Accordingly, the Panel finds that Complainant has established rights in the OCEAN BREEZE mark for the purposes of Policy ¶ 4(a)(i).

Complainant next argues that Respondent’s domain name is identical or confusingly similar to Complainant’s mark as it contains Complainant’s mark in its entirety and adds the gTLD “.com.” Similar changes to a registered mark have failed to sufficiently distinguish a domain name for the purposes of Policy ¶4(a)(i). See F.R. Burger & Associates, Inc. v. shanshan lin, FA 1623319 (Forum July 9, 2015) (“Respondent’s domain name is identical to Complainant’s FRBURGER mark because it differs only by the domain name’s addition of the top-level domain name “.com.”).

While Respondent argues that its registration of the domain name predates Complainant’s alleged rights in the mark, the Panel finds that such a determination is not necessary under Policy ¶ 4(a)(i) as this portion of the Policy considers only whether Complainant has rights in the mark(s) and whether the disputed domain name is identical or confusingly similar to Complainant’s mark. See AB Svenska Spel v. Zacharov, D2003-0527 (WIPO Oct. 2, 2003) (holding that the UDRP does not require a complainant to have registered its trademark prior to the respondent’s registration of the domain name under Policy ¶ 4(a)(i) but may prevent a finding of bad faith under Policy ¶ 4(a)(iii)); see also Clear!Blue Holdings, L.L.C. v. NaviSite, Inc., FA 888071 (Forum Mar. 5, 2007) (“Although the domain name in dispute was first registered in 1996, four years before Complainant’s alleged first use of the mark, the Panel finds that Complainant can still establish rights in the CLEAR BLUE marks under Policy ¶ 4(a)(i).”).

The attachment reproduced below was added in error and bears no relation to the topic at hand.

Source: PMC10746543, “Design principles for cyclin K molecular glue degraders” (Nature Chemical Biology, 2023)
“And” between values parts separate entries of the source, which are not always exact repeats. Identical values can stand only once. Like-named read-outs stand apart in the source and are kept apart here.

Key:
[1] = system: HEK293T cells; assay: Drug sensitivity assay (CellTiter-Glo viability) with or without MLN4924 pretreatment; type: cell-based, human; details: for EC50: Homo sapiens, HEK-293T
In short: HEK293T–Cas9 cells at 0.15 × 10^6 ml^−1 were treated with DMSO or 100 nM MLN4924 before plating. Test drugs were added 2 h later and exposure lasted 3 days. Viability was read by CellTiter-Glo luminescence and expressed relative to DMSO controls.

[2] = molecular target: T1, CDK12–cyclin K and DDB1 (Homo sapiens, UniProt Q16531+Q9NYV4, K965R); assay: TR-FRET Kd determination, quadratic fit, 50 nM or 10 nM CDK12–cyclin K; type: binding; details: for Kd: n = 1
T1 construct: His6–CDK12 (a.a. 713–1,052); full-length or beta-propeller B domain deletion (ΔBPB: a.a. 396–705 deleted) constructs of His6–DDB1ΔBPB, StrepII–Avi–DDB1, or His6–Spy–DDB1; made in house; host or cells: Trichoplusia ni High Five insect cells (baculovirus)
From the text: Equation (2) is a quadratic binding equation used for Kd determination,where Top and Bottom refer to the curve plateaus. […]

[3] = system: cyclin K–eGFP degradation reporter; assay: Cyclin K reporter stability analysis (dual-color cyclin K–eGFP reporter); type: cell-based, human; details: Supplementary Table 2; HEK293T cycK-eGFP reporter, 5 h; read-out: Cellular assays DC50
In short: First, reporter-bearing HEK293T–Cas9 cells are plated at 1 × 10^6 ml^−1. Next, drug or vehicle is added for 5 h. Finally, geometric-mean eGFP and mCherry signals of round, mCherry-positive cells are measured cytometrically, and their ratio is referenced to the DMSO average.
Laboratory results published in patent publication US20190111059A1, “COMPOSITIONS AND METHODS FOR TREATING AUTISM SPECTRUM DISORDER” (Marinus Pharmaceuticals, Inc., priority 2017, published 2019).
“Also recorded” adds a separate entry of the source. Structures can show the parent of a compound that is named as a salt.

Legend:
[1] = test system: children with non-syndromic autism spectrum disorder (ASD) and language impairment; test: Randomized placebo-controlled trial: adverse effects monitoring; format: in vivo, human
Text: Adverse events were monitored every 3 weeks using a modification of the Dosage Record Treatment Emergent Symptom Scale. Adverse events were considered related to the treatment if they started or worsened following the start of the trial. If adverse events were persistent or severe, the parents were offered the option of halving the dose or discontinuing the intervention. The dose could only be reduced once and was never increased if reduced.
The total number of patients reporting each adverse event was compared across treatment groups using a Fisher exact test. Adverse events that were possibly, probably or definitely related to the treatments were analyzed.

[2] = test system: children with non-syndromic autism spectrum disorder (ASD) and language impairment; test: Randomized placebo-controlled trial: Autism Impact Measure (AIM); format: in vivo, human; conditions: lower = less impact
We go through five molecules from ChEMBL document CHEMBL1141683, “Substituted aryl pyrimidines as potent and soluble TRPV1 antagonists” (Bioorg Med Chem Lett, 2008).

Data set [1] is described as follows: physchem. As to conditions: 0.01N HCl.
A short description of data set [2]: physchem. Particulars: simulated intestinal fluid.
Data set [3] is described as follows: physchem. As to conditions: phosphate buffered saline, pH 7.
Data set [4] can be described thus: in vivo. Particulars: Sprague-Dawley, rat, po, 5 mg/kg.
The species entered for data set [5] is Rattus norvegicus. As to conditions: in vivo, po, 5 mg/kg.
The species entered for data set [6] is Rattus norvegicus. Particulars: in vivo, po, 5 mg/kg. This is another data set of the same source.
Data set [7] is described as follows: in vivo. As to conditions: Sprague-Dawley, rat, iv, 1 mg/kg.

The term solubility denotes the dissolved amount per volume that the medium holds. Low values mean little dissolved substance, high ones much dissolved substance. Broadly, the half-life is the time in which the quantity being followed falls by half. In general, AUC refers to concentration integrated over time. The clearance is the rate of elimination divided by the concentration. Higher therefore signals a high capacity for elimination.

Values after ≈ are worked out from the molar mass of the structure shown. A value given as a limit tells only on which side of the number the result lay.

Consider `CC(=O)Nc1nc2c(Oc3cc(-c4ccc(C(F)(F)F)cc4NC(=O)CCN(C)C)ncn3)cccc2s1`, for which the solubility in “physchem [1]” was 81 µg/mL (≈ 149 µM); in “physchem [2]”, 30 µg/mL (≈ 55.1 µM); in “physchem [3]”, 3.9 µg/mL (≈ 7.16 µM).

The Panel therefore finds that the domain name is identical to the OCEAN BREEZE mark under Policy ¶4(a)(i).

Rights or Legitimate Interests

Complainant must first make a prima facie case that Respondent lacks rights and legitimate interests in the disputed domain name under Policy ¶ 4(a)(ii), then the burden shifts to Respondent to show it does have rights or legitimate interests. See Advanced International Marketing Corporation v. AA-1 Corp, FA 780200 (Forum Nov. 2, 2011) (finding that a complainant must offer some evidence to make its prima facie case and satisfy Policy ¶ 4(a)(ii)); see also Neal & Massey Holdings Limited v. Gregory Ricks, FA 1549327 (Forum Apr. 12, 2014) (“Under Policy ¶ 4(a)(ii), Complainant must first make out a prima facie case showing that Respondent lacks rights and legitimate interests in respect of an at-issue domain name and then the burden, in effect, shifts to Respondent to come forward with evidence of its rights or legitimate interests”).